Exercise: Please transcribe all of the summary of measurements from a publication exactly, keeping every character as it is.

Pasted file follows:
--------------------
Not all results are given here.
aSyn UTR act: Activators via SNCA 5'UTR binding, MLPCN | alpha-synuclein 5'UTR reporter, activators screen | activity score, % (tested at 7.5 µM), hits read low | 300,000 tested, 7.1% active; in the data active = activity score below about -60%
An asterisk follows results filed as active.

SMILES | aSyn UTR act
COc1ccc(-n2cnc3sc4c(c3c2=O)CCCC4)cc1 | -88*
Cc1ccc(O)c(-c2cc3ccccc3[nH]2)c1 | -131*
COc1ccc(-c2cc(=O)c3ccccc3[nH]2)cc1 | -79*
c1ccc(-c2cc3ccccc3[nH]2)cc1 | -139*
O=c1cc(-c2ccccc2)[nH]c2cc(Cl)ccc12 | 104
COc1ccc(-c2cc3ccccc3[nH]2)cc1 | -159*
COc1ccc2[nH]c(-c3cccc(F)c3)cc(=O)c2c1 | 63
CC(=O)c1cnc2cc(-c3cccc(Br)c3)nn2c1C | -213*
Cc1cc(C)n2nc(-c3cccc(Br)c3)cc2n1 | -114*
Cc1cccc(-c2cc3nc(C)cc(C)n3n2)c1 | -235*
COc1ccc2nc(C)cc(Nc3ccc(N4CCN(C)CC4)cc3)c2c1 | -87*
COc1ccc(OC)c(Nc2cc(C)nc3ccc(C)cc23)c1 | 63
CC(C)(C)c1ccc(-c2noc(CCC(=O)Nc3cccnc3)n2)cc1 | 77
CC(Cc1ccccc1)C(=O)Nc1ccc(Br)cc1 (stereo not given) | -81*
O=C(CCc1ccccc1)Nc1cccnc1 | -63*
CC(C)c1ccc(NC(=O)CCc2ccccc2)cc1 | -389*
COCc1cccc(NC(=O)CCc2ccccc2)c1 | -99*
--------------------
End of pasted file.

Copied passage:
Not all results are given here.
aSyn UTR act: Activators via SNCA 5'UTR binding, MLPCN | alpha-synuclein 5'UTR reporter, activators screen | activity score, % (tested at 7.5 µM), hits read low | 300,000 tested, 7.1% active; in the data active = activity score below about -60%
An asterisk follows results filed as active.

SMILES | aSyn UTR act
COc1ccc(-n2cnc3sc4c(c3c2=O)CCCC4)cc1 | -88*
Cc1ccc(O)c(-c2cc3ccccc3[nH]2)c1 | -131*
COc1ccc(-c2cc(=O)c3ccccc3[nH]2)cc1 | -79*
c1ccc(-c2cc3ccccc3[nH]2)cc1 | -139*
O=c1cc(-c2ccccc2)[nH]c2cc(Cl)ccc12 | 104
COc1ccc(-c2cc3ccccc3[nH]2)cc1 | -159*
COc1ccc2[nH]c(-c3cccc(F)c3)cc(=O)c2c1 | 63
CC(=O)c1cnc2cc(-c3cccc(Br)c3)nn2c1C | -213*
Cc1cc(C)n2nc(-c3cccc(Br)c3)cc2n1 | -114*
Cc1cccc(-c2cc3nc(C)cc(C)n3n2)c1 | -235*
COc1ccc2nc(C)cc(Nc3ccc(N4CCN(C)CC4)cc3)c2c1 | -87*
COc1ccc(OC)c(Nc2cc(C)nc3ccc(C)cc23)c1 | 63
CC(C)(C)c1ccc(-c2noc(CCC(=O)Nc3cccnc3)n2)cc1 | 77
CC(Cc1ccccc1)C(=O)Nc1ccc(Br)cc1 (stereo not given) | -81*
O=C(CCc1ccccc1)Nc1cccnc1 | -63*
CC(C)c1ccc(NC(=O)CCc2ccccc2)cc1 | -389*
COCc1cccc(NC(=O)CCc2ccccc2)c1 | -99*